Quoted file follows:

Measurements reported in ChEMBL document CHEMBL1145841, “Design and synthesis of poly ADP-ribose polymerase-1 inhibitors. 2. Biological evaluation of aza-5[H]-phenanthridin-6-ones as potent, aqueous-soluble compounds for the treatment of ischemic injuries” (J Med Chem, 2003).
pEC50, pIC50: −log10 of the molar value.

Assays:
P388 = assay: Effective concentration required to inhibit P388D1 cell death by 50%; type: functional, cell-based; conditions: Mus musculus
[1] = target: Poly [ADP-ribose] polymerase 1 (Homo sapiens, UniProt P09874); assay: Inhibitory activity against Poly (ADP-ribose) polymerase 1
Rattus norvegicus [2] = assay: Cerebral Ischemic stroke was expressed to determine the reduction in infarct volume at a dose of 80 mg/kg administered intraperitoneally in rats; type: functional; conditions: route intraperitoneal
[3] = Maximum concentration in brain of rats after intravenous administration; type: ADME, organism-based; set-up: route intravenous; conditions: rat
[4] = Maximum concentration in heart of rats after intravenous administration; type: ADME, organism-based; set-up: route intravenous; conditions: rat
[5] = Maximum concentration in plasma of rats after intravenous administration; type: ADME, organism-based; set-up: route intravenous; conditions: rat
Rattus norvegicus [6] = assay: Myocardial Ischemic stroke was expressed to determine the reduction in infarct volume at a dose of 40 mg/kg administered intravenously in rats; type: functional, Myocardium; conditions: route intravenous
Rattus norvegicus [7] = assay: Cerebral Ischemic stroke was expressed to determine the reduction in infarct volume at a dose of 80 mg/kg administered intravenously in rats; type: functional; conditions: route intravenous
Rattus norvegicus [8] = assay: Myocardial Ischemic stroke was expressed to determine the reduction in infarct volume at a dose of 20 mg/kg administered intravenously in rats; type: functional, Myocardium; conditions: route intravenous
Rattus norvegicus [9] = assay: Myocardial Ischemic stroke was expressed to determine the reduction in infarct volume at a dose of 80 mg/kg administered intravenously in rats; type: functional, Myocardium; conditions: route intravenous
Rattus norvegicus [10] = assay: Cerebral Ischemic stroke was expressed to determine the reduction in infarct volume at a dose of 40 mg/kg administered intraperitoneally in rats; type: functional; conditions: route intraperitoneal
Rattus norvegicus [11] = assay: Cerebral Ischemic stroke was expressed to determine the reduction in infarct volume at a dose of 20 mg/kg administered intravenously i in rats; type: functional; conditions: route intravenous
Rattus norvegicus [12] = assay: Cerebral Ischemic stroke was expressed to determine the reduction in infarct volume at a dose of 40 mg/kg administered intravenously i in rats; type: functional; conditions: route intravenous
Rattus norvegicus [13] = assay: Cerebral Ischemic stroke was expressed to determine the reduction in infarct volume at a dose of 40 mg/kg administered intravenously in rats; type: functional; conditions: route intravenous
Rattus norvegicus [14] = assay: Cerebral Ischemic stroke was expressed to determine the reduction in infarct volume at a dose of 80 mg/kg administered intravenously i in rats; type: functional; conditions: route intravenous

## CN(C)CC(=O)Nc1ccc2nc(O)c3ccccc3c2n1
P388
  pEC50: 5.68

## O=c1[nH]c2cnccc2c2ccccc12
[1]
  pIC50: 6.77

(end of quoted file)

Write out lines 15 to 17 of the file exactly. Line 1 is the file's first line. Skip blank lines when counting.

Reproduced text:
Rattus norvegicus [11] = assay: Cerebral Ischemic stroke was expressed to determine the reduction in infarct volume at a dose of 20 mg/kg administered intravenously i in rats; type: functional; conditions: route intravenous
Rattus norvegicus [12] = assay: Cerebral Ischemic stroke was expressed to determine the reduction in infarct volume at a dose of 40 mg/kg administered intravenously i in rats; type: functional; conditions: route intravenous
Rattus norvegicus [13] = assay: Cerebral Ischemic stroke was expressed to determine the reduction in infarct volume at a dose of 40 mg/kg administered intravenously in rats; type: functional; conditions: route intravenous